Inexperienced metal fabricators may wonder why their metal cutting tools wear out much faster than similar tools that are used by experienced fabricators. This article discusses the factors that determine how quickly a cutting tool will wear out. Use this information to design a metal cutting plan in order to minimise the impact of the forces that cause premature tool wear.
Adhesion wear refers to the wear that results when microscopic fragments of a work-piece become welded onto the cutting tool when high temperatures are generated during the cutting process. These fragments eventually detach from the tool because of their incomplete fusion with the tooling material. However, the fragments come off with some segments of the tool. Gradually, this adhesion wear causes the tool to be consumed.
Several measures can be taken to reduce the rate of adhesion wear. For example, using a coolant, such as water, can reduce the temperature of the metal cutting tool so that particles from the material that is being cut don't weld onto the cutting tool.
Cutting tools are also worn out when the chips from the work-piece keep rubbing against the surface of the cutting tool. This abrasion gradually erodes material from the cutting tool until the tool stops being effective in its work. One way to slow down this problem is by selecting the most appropriate cutting parameters for a given application. For example, it is advisable to use a slow cutting speed when one is cutting hard materials, such as hardened steel. This reduction in speed will allow the cutting tool to remain cool so that abrasion has a limited negative effect on that tool.
Diffusion wear refers to the aging of a cutting tool that results when atoms from the cutting tool cross to the chips generated during the metal cutting process. This form of wear takes place at a microscopic level. Two key factors accelerate this form of wear.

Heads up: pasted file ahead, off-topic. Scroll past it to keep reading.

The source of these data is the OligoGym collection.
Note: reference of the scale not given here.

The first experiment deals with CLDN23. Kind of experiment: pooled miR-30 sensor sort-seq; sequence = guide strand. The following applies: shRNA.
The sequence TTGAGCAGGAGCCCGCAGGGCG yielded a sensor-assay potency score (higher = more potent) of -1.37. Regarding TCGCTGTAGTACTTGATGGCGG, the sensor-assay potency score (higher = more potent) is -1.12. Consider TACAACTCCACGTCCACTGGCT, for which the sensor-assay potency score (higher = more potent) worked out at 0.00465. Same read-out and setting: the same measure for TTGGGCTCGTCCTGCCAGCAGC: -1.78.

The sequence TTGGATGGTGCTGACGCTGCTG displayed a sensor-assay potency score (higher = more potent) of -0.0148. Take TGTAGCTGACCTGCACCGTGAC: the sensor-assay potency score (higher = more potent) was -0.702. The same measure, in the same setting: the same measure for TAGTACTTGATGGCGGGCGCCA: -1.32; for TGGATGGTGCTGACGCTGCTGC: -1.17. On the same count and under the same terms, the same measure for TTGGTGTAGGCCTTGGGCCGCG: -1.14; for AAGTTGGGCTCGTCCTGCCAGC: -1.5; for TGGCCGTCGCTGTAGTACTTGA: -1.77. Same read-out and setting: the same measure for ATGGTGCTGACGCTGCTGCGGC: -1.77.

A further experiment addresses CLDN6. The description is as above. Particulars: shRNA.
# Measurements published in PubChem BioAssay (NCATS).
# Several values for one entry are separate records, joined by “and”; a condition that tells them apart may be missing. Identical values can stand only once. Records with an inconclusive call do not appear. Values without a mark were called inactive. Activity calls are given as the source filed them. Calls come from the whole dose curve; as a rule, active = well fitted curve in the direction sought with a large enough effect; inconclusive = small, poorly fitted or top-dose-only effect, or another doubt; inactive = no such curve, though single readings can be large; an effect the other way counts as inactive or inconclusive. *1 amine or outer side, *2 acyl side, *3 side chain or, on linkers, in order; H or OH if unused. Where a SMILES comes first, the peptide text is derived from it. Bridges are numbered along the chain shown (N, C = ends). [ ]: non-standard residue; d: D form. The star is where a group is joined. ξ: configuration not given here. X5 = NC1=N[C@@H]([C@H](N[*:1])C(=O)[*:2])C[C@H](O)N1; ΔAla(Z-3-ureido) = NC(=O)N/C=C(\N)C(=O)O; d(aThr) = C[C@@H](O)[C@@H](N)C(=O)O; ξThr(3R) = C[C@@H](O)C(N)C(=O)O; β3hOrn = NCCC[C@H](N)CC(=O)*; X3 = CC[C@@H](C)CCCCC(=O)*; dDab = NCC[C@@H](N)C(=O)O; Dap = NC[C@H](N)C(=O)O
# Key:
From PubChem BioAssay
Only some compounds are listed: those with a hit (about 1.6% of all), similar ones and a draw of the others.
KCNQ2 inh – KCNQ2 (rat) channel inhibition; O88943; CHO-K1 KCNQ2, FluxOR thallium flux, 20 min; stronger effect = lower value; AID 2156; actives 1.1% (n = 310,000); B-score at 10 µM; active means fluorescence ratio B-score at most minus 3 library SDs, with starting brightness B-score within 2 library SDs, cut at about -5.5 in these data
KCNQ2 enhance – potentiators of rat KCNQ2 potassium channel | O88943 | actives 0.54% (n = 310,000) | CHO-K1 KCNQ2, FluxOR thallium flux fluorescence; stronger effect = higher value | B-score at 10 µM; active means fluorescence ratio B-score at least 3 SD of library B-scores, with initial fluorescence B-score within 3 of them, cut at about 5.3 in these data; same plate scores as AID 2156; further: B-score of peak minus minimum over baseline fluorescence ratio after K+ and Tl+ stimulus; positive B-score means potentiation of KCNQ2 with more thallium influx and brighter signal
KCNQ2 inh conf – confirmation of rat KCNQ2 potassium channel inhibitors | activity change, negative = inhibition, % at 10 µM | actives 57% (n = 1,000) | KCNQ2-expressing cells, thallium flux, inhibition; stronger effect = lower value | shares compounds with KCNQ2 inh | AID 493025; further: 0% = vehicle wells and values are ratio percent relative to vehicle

First, the dissimilarity between the materials causes galvanic currents to be generated. For example, the tool will wear out faster if its material is more reactive than the metal being cut. You should therefore check the galvanic scale so that you ensure that the cutting tool is less reactive than the metal that you are cutting.
Secondly, higher cutting temperatures accelerate diffusion wear. You can prolong tool life by using a coolant or lubricant to regulate the temperature during the cutting process. You can also pause during the cutting process so that the tool can cool down if the use of lubricants and coolants isn't practicable.
As you can see, the lifespan of metal cutting tools largely depends on the way that you use those tools. It is advisable for you to analyse a specific cutting job so that you develop a cutting plan that will have a minimal effect on tool life.Share
30 June 2017
Factories are amongst our most underrated buildings, but they not only have a style and design sense all of their own--they also hold important clues to the history of the areas they're in, and each one can tell a fascinating story. In this blog I'll be highlighting some of my favourite factories around the world to discuss their architecture, what they produce, their history and what they tell us about their local areas and communities. I'll also be getting into the nitty-gritty from time to time, as it turns out that the inside world of industry is more riveting than you might imagine!